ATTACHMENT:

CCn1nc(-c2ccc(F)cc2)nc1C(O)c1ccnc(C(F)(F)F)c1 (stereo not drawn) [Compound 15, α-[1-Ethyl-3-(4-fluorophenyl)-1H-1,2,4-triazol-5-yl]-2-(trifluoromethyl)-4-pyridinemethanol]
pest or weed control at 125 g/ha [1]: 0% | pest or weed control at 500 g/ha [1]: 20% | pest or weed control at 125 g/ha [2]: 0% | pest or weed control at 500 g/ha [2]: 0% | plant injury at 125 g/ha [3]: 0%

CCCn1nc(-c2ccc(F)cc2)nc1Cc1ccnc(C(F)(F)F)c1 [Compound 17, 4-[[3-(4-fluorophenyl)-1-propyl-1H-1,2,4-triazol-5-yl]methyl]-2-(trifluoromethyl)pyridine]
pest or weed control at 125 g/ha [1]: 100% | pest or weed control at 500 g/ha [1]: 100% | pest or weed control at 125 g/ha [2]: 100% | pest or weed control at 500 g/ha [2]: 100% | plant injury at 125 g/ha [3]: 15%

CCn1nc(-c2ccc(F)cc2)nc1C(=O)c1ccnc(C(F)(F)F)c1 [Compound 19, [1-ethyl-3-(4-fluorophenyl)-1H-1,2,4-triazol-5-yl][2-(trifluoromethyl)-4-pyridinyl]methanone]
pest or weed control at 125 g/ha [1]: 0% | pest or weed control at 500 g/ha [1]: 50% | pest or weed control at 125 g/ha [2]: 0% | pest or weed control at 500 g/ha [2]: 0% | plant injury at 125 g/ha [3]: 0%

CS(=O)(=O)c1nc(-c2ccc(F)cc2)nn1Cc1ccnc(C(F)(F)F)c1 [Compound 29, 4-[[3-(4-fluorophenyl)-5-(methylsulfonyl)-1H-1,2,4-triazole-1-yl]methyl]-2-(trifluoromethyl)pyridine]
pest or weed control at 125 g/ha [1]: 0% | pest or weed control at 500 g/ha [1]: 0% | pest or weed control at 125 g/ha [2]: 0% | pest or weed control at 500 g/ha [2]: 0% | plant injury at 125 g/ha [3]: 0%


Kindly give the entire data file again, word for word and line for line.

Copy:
CCn1nc(-c2ccc(F)cc2)nc1C(O)c1ccnc(C(F)(F)F)c1 (stereo not drawn) [Compound 15, α-[1-Ethyl-3-(4-fluorophenyl)-1H-1,2,4-triazol-5-yl]-2-(trifluoromethyl)-4-pyridinemethanol]
pest or weed control at 125 g/ha [1]: 0% | pest or weed control at 500 g/ha [1]: 20% | pest or weed control at 125 g/ha [2]: 0% | pest or weed control at 500 g/ha [2]: 0% | plant injury at 125 g/ha [3]: 0%

CCCn1nc(-c2ccc(F)cc2)nc1Cc1ccnc(C(F)(F)F)c1 [Compound 17, 4-[[3-(4-fluorophenyl)-1-propyl-1H-1,2,4-triazol-5-yl]methyl]-2-(trifluoromethyl)pyridine]
pest or weed control at 125 g/ha [1]: 100% | pest or weed control at 500 g/ha [1]: 100% | pest or weed control at 125 g/ha [2]: 100% | pest or weed control at 500 g/ha [2]: 100% | plant injury at 125 g/ha [3]: 15%

CCn1nc(-c2ccc(F)cc2)nc1C(=O)c1ccnc(C(F)(F)F)c1 [Compound 19, [1-ethyl-3-(4-fluorophenyl)-1H-1,2,4-triazol-5-yl][2-(trifluoromethyl)-4-pyridinyl]methanone]
pest or weed control at 125 g/ha [1]: 0% | pest or weed control at 500 g/ha [1]: 50% | pest or weed control at 125 g/ha [2]: 0% | pest or weed control at 500 g/ha [2]: 0% | plant injury at 125 g/ha [3]: 0%

CS(=O)(=O)c1nc(-c2ccc(F)cc2)nn1Cc1ccnc(C(F)(F)F)c1 [Compound 29, 4-[[3-(4-fluorophenyl)-5-(methylsulfonyl)-1H-1,2,4-triazole-1-yl]methyl]-2-(trifluoromethyl)pyridine]
pest or weed control at 125 g/ha [1]: 0% | pest or weed control at 500 g/ha [1]: 0% | pest or weed control at 125 g/ha [2]: 0% | pest or weed control at 500 g/ha [2]: 0% | plant injury at 125 g/ha [3]: 0%